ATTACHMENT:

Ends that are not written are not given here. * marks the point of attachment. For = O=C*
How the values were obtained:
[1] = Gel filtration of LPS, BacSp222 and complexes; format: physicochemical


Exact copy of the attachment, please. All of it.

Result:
Ends that are not written are not given here. * marks the point of attachment. For = O=C*
How the values were obtained:
[1] = Gel filtration of LPS, BacSp222 and complexes; format: physicochemical